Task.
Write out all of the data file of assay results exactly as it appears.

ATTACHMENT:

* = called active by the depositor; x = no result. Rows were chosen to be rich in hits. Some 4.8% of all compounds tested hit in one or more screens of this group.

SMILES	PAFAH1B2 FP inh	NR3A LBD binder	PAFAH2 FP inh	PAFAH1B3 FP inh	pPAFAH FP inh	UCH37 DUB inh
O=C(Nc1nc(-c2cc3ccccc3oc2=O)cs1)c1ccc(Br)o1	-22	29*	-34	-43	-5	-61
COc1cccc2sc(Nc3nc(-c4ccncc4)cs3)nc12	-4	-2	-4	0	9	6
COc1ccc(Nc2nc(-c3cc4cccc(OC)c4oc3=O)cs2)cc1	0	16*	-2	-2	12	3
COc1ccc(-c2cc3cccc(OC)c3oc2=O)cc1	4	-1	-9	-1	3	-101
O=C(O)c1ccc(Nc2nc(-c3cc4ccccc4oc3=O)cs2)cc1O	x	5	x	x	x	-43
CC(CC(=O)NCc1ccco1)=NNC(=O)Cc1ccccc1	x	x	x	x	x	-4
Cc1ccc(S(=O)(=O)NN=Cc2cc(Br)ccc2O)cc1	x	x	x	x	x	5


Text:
* = called active by the depositor; x = no result. Rows were chosen to be rich in hits. Some 4.8% of all compounds tested hit in one or more screens of this group.

SMILES	PAFAH1B2 FP inh	NR3A LBD binder	PAFAH2 FP inh	PAFAH1B3 FP inh	pPAFAH FP inh	UCH37 DUB inh
O=C(Nc1nc(-c2cc3ccccc3oc2=O)cs1)c1ccc(Br)o1	-22	29*	-34	-43	-5	-61
COc1cccc2sc(Nc3nc(-c4ccncc4)cs3)nc12	-4	-2	-4	0	9	6
COc1ccc(Nc2nc(-c3cc4cccc(OC)c4oc3=O)cs2)cc1	0	16*	-2	-2	12	3
COc1ccc(-c2cc3cccc(OC)c3oc2=O)cc1	4	-1	-9	-1	3	-101
O=C(O)c1ccc(Nc2nc(-c3cc4ccccc4oc3=O)cs2)cc1O	x	5	x	x	x	-43
CC(CC(=O)NCc1ccco1)=NNC(=O)Cc1ccccc1	x	x	x	x	x	-4
Cc1ccc(S(=O)(=O)NN=Cc2cc(Br)ccc2O)cc1	x	x	x	x	x	5